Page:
Books I Read This Week 2019 – 02

So here we go, hello to 2019. Since I’ve spent the first week of this year at home, I’ve had a lot of time to read and have had some wonderful reads. Since I am using Good Reads here now thanks to Gypsy, I will go ahead and link to and copy my reviews here which means there will be a lot more writing per book. 

Ikigai (2 stars): I bought this book back in February of 2018. I had just heard about Ikigai and wanted to learn more about it. At the time I bought this one on audio and Awakening Your Ikigai for my kindle. I was in Sydney for a work trip and decided to read the print book first. I loved it. Even though the book didn’t really tell me all that I wanted, I highlighted so much of it.

So I was looking forward to starting 2019 with a reminder on what I love so much about the concept. Alas, this book didn’t do it for me. If you’ve never read any books around the topics mentioned here, this book might appeal to you but as someone who’d already read Man’s Search for Meaning and already familiar with concepts of Flow, there wasn’t much in this book for me. It felt like it jumped back and forth and it even managed to annoy me in certain places. 

Depending on where you are in your journey this book might work for you but if you’re going to read one book on this topic, I’d recommend Awakening Your Ikigai over this one. 

The Extraordinary Life of Sam Hell (4 stars):  I should have started with this as my first read of 2019. This moving story was spectacular. I loved the characters, the plot that circles back in on itself, and the sentiment of the novel. I listened to the author’s note at the end, too, and I love the fact that this novel was inspired by his own mother’s fight for his brother. To me, what makes or breaks a novel has everything to do with how the characters come alive and stay with you. I know these will stay with me for a long while.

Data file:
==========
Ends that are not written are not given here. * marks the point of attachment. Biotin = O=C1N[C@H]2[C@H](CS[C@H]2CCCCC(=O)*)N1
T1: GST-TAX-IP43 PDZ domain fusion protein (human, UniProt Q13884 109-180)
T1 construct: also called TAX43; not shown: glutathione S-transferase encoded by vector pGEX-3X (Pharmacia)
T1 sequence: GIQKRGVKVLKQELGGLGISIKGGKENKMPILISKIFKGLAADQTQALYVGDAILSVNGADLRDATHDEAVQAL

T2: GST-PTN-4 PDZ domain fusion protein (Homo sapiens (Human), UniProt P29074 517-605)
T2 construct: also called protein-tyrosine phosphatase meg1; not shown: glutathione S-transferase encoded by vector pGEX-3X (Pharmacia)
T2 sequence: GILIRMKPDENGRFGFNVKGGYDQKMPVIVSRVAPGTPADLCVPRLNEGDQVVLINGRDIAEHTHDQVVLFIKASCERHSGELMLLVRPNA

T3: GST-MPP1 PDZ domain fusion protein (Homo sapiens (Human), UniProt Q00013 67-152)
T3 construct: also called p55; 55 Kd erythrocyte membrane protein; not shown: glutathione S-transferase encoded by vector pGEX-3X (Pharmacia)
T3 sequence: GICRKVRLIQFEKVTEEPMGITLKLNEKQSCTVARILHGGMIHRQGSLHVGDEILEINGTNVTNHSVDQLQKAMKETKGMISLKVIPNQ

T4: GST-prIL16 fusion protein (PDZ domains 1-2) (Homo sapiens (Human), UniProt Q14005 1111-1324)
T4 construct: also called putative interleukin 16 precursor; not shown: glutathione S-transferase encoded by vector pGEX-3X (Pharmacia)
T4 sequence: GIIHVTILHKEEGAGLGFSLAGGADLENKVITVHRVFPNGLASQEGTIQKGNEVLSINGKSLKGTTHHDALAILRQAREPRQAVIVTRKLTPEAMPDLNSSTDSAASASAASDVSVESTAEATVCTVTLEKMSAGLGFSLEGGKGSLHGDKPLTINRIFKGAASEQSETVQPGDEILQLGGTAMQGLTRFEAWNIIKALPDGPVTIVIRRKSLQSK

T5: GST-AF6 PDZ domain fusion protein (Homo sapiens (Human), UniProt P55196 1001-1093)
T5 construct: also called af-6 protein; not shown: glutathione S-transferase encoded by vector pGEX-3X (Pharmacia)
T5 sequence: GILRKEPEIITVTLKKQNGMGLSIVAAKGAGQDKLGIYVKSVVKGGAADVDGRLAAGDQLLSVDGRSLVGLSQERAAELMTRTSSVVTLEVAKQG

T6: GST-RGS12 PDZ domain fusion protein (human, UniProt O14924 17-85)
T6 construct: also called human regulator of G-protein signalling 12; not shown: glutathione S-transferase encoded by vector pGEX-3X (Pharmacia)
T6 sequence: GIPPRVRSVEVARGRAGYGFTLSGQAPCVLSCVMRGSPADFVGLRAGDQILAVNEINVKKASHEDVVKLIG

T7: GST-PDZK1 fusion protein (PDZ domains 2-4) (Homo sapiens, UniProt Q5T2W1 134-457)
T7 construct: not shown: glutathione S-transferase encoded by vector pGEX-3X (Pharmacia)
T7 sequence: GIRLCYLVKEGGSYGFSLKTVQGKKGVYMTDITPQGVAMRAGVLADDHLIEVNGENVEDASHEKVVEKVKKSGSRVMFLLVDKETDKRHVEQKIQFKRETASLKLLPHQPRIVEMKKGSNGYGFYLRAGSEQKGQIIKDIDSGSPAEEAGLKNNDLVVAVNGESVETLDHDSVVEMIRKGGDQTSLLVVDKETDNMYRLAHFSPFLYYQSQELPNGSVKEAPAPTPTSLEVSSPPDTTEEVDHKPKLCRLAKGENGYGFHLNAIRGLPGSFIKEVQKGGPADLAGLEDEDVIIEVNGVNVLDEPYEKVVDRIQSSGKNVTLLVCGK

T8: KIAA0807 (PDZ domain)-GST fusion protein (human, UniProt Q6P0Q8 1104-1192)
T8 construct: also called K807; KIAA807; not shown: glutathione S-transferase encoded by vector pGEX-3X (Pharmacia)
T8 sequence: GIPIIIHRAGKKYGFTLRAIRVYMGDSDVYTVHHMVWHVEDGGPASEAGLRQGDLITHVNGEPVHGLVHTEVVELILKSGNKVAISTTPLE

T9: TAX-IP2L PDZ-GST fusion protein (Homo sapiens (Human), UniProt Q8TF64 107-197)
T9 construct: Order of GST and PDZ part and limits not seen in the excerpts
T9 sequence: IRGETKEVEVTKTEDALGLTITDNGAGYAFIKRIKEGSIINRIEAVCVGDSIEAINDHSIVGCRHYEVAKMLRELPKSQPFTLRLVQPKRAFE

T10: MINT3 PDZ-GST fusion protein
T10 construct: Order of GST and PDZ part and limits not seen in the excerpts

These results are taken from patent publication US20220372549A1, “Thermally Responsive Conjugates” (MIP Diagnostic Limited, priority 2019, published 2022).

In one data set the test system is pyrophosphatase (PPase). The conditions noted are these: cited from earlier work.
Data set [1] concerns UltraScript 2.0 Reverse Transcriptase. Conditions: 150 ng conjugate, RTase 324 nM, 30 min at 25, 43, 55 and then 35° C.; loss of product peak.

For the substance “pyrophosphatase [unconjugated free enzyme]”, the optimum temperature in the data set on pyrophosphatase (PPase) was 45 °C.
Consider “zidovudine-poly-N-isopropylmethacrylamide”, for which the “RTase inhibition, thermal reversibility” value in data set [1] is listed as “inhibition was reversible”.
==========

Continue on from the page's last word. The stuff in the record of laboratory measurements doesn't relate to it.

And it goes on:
I will say a few bits that might matter: 
– the women in the novel are more one-dimensional than one might like. Especially the secondary characters. ordinarily this would bother me a lot, but in this case it didn’t. i can’t tell you why.
– this is not a deep, literary novel, in my opinion, it’s a feel good story about the unbounded love of a mother and thus things fall into place in the ways in which they do in such novels.
– there is a strong religious component to the story as the mother is very religious. that didn’t bother me but i know it might bother some.

I bounce around in my reading. I will be in the mood for something educational, something sad, something light, something serious, something weird, something thought-provoking and sometimes something uplifting. Each of these books have their own types of formulas. I know that going into the story (and sometimes the book surprises me, of course, but that happens relatively rarely.)

This is the uplifting kind. And on that note, it delivers beautifully.

Born a Crime (4 stars): I finally finally got around to reading this book. It’s been in my audible pile forever but I kept prioritizing my library checkouts so this one has been sitting quietly waiting for me to be ready for it and today was the day.

I had heard so much praise about this book that it was going to be hard for the book to live up to the hype. But it didn’t disappoint.